Baer, Werner, and Paul Beckerman, 1980, “The Trouble with Index-Linking: Reflections on the Recent Brazilian Experience,” World Development, Vol. 8.
Bank of England, 1995, Overview Papers, for conference “The U.K. Index-Linked Gilt-Edged Market: Future Development,” London, September 14-15.
Barro, Robert, 1995, “Optimal Debt Management,” paper presented at Bank of England Conference, “The U.K. Index-Linked Gilt-Edged Market: Future Development,” London, September 14-15.
Bodie, Zvi, Alex Kane and Robert McDonald, 1986, “Risk and Required Returns on Debt and Equity,” in Benjamin M. Friedman, ed., Financing Corporate Capital Formation, (National Bureau of Economic Research).
Brash, Donald, 1995, “Address by the Governor of the Reserve Bank of New Zealand to the New Zealand Society of Actuaries,” (Wellington, December 4).
Calvo, Guillermo A., and Pablo Guidotti, 1989, “Indexation and Maturity of Government Bonds: A Simple Model,” IMF Working Paper 89/46 (Washington: International Monetary Fund).
del Canto, Jorge, 1982, “Impact of Inflation on the Development of Capital Markets in Argentina and Brazil,” in Capital Markets Under Inflation, Bruck, Nicholas, ed., (New York: Praeger Scientific).
Deacon, Mark and Andrew Derry, 1994, “Deriving Estimates of Inflation Expectations from the Prices of U.K. Government Bonds,” Bank of England Working Paper Series No. 23 (July).
Emerson, Michael, 1983, “A View of Current European Indexation Experiences,” in Inflation, Debt, and Indexation, Dornbusch, Rudiger and Mario Henrique Simonsen, eds., (Cambridge, Mass.: MIT Press).
Fischer, Stanley, (1983a), “Welfare Aspects of Government Issue of Indexed Bonds,” in Inflation, Debt, and Indexation, Dornbusch, Rudiger and Mario Henrique Simonsen, eds., (Cambridge, Mass.: MIT Press).
Fischer, Stanley, (1983b), “On the Nonexistence of Privately Issued Index Bonds in the U.S. Capital Market,” in Inflation, Debt, and Indexation, Dornbusch, Rudiger and Mario Henrique Simonsen, eds., (Cambridge, Mass.: MIT Press).
de Fontenay, Patrick, Gian Maria Milesi-Ferretti and Huw Pill, 1995, “The Role of Foreign Currency Debt in Public Debt Management,” IMF Working Paper 95/21 (Washington: International Monetary Fund).
Friedman, Milton, 1974, “Monetary Correction,” in Essays on Inflation and Indexation, The American Enterprise Institute for Public Policy research (Washington).
Giersch, Herbert, 1974, “Index Clause and the Fight Against Inflation,” in Essays on Inflation and Indexation, The American Enterprise Institute for Public Policy research (Washington).
Gunnarsson, Birgir Ísleifur, Governor and Chairman of the Board of Governors of the Central Bank of Iceland, 1995, “The Icelandic Capital Market: Characteristics and Possibilities,” address to The Nordic Investment Conference (Helsinki: September 26-27).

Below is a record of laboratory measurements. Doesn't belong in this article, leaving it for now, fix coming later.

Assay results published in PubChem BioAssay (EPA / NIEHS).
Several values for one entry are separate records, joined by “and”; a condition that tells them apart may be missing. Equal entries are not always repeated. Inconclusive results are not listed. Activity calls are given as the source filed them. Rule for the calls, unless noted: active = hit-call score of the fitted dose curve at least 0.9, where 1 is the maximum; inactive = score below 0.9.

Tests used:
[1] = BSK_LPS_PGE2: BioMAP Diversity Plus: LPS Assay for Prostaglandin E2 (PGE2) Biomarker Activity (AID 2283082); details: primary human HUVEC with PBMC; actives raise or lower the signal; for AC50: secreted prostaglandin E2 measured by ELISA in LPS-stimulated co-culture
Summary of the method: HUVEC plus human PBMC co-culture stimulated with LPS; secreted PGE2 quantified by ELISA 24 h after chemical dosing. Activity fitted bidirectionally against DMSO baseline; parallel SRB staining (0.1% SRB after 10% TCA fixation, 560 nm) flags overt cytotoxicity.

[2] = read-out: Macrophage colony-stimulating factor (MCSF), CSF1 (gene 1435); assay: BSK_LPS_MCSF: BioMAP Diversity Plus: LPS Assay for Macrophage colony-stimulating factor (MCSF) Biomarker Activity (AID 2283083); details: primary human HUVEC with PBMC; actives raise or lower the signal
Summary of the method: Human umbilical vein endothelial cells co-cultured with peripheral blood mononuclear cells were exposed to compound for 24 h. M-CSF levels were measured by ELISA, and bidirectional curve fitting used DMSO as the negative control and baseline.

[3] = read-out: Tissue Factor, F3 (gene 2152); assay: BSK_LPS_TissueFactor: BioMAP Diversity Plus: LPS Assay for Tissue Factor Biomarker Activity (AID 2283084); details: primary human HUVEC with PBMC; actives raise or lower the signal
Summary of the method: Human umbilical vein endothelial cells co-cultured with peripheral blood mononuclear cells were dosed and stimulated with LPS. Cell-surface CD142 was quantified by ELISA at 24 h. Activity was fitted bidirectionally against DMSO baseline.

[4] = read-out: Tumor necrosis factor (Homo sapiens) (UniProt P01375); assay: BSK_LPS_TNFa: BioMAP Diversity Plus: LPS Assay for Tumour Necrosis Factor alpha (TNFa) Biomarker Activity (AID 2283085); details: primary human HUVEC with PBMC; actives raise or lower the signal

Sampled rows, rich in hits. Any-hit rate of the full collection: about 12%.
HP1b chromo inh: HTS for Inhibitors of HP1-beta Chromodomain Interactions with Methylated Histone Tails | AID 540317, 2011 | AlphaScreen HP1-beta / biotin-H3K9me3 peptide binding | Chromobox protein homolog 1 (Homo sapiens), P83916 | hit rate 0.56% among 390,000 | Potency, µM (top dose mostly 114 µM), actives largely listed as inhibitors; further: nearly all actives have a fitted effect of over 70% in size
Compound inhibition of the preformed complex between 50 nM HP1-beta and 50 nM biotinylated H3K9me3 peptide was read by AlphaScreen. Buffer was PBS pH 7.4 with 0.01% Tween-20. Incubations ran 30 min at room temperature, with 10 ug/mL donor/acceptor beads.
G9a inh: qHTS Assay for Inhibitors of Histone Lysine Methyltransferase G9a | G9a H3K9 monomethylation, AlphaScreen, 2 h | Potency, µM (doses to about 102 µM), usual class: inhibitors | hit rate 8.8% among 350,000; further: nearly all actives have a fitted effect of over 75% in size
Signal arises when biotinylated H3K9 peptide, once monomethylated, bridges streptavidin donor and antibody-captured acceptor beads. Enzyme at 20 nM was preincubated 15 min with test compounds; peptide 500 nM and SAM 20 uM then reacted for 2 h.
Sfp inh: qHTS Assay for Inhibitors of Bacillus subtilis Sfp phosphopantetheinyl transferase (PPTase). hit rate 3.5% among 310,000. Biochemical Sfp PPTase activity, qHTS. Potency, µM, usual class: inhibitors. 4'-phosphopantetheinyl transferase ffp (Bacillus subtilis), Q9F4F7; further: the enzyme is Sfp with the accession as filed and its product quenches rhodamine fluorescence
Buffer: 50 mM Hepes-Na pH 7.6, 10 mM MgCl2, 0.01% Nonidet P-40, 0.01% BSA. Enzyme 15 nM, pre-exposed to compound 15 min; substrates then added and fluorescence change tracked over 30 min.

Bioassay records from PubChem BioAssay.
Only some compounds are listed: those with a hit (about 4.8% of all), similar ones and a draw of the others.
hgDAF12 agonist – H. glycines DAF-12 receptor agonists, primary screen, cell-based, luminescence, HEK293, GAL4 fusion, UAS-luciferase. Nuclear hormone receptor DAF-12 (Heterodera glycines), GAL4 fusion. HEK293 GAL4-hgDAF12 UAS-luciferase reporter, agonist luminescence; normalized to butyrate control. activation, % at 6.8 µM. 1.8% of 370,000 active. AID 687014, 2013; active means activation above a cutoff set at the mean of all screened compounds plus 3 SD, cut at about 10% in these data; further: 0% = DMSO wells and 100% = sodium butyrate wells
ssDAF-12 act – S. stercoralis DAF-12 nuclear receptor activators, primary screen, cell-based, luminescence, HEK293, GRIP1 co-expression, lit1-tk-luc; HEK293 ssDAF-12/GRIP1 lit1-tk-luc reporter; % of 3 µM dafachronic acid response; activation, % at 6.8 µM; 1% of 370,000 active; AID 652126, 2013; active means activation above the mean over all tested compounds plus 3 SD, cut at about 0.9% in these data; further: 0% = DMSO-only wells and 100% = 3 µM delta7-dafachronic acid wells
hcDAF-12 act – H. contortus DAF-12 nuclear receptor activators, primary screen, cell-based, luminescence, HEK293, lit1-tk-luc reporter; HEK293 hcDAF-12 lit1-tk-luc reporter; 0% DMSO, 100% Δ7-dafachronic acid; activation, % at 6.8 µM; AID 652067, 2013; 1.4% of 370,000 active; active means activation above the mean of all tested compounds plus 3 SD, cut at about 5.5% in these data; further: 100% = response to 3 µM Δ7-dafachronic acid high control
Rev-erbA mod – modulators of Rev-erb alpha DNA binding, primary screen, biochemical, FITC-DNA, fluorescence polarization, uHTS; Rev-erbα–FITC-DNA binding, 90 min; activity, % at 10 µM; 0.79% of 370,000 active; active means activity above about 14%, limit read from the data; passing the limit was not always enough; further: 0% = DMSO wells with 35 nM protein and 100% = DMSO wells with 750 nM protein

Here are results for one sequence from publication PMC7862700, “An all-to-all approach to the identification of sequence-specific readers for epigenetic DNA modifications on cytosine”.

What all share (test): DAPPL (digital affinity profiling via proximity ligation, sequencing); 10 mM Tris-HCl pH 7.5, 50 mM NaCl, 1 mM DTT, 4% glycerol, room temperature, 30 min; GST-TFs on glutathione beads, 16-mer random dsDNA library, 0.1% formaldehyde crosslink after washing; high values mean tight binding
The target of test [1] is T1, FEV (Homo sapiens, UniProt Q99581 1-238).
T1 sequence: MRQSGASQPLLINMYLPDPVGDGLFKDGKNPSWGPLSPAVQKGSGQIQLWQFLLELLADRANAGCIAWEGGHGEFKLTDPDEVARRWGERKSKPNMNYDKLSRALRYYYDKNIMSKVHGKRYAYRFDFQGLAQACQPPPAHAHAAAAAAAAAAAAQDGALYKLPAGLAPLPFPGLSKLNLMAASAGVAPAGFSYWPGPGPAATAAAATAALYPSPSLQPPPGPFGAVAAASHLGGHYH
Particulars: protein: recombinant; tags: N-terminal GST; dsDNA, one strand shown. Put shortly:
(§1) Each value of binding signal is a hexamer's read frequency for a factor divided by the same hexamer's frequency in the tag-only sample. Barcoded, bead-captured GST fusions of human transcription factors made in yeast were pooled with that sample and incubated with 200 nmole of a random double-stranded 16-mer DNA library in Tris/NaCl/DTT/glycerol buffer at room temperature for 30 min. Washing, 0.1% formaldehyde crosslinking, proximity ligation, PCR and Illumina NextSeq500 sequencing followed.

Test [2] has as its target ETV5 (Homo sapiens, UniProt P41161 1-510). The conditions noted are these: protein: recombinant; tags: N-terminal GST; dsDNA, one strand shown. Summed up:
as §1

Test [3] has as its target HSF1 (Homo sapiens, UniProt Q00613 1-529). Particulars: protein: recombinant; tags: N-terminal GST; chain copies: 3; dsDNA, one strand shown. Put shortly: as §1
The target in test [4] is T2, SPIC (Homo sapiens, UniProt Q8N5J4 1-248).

Hetzel, Robert L., 1992, “Indexed Bonds as an Aid to Monetary Policy,” Economic Review, Federal Reserve Bank of Richmonds, Vol. 78/1 (January/February).
Huberman, Gur and G. William Schwert, 1985, “Information Aggregation, Inflation, and the Pricing of Indexed Bonds,” Journal of Political Economy, Vol. 93, No. 1.
Humphrey, Thomas M., 1974, “The Concept of Indexation in the History of Economic Thought,” Economic Review, Federal Reserve Bank of Richmond, (November/December).
Kafka, Alexandre, 1974, “Indexing for Inflation in Brazil,” in Essays on Inflation and Indexation, The American Enterprise Institute for Public Policy Research (Washington).
Kapur, Basant K., 1982, “Problems of Indexation in Financially Liberalized Less Developed Economies,” World Development, Vol. 10, No. 3.
Levhari, David, 1983, “The Effects of Government Intermediation in the Indexed Bonds Market on Consumer Behavior,” in Inflation, Debt, and Indexation, Dornbusch, Rudiger and Mario Henrique Simonsen, eds., (Cambridge, Mass: MIT Press).
Liviatan, Nissan and David Levhari, 1977, “Risk and the Theory of Indexed Bonds,” American Economic Review, Vol. 67, No. 3 (June).
Mahony, Stephen and Anna D’Andrea, eds., 1995, The 1995 International Guide to Government Securities Markets and Derivatives (London: IFR).
Mendoza, Enrique G., 1992, “Fisherian Transmission and Efficient Arbitrage Under Partial Financial Indexation: The Case of Chile,” Staff Papers, International Monetary Fund, Vol. 39, No. 1.
Mendoza, Enrique G., and Fernando Ferández, 1994, “Monetary Transmission and Financial Indexation: Evidence from the Chilean Economy,” IMF Paper on Policy Analysis and Assessment 94/17 (Washington: International Monetary Fund).
Munnell, Alicia and Joseph B. Grolnic, 1986, “Should the U.S. Government Issue Index Bonds?” New England Economic Review, Federal Reserve Bank of New England (September/October).
Penati, Alessandro, George Pennacchi, and Silverio Foresi, 1995, “Reducing the Cost of Government Debt: the Italian Experience and the Role of the Indexed Bonds,” (mimeo).
Samuelson, Larry, 1988, “On the Effects of Indexed Bonds in Developing Countries,” Oxford Economic Papers, Vol. 40, No. 1 (March).
Shen, Pu, 1995, “Benefits and Limitations of Inflation Indexed Treasury Bonds,” Economic Review, Federal Reserve Bank of Kansas City, Vol. 80, No. 3 (Third Quarter).
Simonsen, Mario Henrique, 1983, “Indexation: Current Theory and the Brazilian Experience,” in Inflation, Debt, and Indexation, Dornbusch, Rudiger and Mario Henrique Simonsen, eds., (Cambridge, Mass.: MIT Press).
Stiglitz, J. E., 1983, “Indexation, Price Rigidities, and Optimal Monetary Policies,” in Inflation, Debt, and Indexation, Dornbusch, Rudiger and Mario Henrique Simonsen, eds., (Cambridge, Mass.: MIT Press).